The fact that the schedule is just “more balanced” than not balanced at all is the main problem. It’s impossible for 30 clubs to play 162-game schedules, and if a schedule must be concentrated in one region, I admire how they’ve left open the option for regional rivalries to develop. For the scheduling part, I still believe divisions are necessary, even if they alter (remember that thought).

2. Go by best record for playoff seeding

See the second set of standings I listed above? Those were essentially the AL standings as a whole. That would be how things stood at the moment if we ignored divisions and only took the top six clubs, which really seems like a decent idea in a meritocracy.

The issue with this is that, if divisions are used, the division winner may end up being disregarded for the playoffs. If that is the case, then why do we even have divisions? Thus, we are once again the best choice for doing away with divisions.

I’ll reiterate again that we have overcome divisional injustices in the past numerous times, and we will do so once more. Because two well-known teams were unable to place in the top three of the strongest division, I’m not inclined to completely do away with divisions or simply ignore them when determining playoff seeding.

3. Realignment

Over the past two weeks, I’ve been questioned numerous times on realignment. The issue is that I simply don’t see how the divisions may be realigned at this time. Although the division into the American and National Leagues was somewhat arbitrary, many now revere the division in which their favorite club plays. Not for the entire MLB, I don’t want to tamper with it. How would we realign if the divisions within each league are already established on a regional basis?

Would we be attempting to sway teams into the “right” position to appear “fair” during the playoffs? How might that operate in the future? Do we simply reshuffle the teams each offseason based on how strong we anticipate them to be and try to distribute them with something like two playoff contenders, one fringe contender, and two average teams each division? Do we plan to repeat that process every year or maybe every three? I’m laying it out this way to make a point, even though I know it seems absurd. I believe that the majority of the realignment discussion stems from the current state of the AL standings.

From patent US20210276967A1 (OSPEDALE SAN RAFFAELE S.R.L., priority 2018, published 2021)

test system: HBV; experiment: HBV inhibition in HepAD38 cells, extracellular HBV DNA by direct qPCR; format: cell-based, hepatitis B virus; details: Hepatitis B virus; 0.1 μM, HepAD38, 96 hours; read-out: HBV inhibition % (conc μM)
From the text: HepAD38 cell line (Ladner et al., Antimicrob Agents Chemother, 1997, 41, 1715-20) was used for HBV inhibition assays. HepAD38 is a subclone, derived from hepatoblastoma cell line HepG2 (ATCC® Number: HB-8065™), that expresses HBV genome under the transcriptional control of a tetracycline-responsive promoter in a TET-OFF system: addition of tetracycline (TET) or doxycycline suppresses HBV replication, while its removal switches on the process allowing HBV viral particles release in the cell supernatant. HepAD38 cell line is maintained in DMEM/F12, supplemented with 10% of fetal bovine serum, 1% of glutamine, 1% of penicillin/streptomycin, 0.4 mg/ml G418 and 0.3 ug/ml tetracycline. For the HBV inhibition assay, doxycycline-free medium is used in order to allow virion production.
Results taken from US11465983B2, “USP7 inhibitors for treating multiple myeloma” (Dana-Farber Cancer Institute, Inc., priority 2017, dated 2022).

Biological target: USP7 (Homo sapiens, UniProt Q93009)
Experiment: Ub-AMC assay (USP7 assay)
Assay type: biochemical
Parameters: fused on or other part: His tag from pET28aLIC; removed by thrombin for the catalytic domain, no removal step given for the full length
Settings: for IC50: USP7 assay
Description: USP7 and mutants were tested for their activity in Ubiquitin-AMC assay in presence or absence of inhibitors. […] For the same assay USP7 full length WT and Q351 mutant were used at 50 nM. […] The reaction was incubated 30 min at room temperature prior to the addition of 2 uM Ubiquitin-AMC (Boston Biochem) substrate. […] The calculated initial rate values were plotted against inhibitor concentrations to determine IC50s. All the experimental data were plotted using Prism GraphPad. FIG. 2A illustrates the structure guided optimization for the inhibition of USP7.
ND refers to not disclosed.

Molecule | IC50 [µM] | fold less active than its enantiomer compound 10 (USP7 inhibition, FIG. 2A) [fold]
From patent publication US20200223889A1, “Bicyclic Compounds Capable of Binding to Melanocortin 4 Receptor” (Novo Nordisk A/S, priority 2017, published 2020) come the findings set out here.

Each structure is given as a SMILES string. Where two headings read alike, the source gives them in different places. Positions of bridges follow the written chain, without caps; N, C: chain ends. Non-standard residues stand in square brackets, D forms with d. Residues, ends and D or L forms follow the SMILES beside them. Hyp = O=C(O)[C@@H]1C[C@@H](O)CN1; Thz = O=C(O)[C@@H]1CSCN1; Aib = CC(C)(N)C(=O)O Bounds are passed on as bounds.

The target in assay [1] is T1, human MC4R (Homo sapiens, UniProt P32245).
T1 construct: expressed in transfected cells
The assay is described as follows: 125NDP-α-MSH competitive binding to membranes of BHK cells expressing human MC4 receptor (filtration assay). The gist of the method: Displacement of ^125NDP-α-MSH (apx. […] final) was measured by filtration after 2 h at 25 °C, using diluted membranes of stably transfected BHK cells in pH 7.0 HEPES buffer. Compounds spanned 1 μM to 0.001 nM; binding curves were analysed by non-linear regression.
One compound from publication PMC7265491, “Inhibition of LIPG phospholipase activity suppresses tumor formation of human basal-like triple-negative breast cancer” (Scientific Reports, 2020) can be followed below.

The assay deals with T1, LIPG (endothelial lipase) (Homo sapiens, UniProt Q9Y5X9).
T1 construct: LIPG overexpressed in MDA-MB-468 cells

Just now, it’s difficult to imagine anything in this field being feasible.

Nevertheless, this is the right response:

4. Stay the course for now

Nothing is changing right now. Divisional injustices have existed ever before divisions were introduced. It just comes with the territory. The Phillies, who finished the regular season 14 games behind two different teams in their own division, will win the NL after being left out of the playoffs after having an 87-win season. Things happen. That’s what makes it enjoyable at times.

Now, for those who ache for change: I believe that change will come at some point in the reasonably near future.

MLB won’t pursue significant changes until the A’s and Rays ballpark concerns are handled, according to Commissioner Rob Manfred. The A’s appear to be coming to a close. Let’s assume that by 2027, when the Rays’ contract with St. Petersburg for Tropicana Field expires, negotiations will have concluded.

The general consensus is that Major League Baseball will add two franchises after things are finalized with new ballparks for both of those teams.

With 32 teams, it is simple to operate with two leagues of 16 teams each and four divisions within each league. Or perhaps they use larger eight-person divisions (I doubt it, but it’s possible).

Your readjustment is there.

Everyone who is concerned that the one or two AL East teams with winning records would be left out in the cold for the postseason will simply have to put up with it until then. We’ve survived such travesties in the past—sarcasm dripping—and we’ll survive this time as well.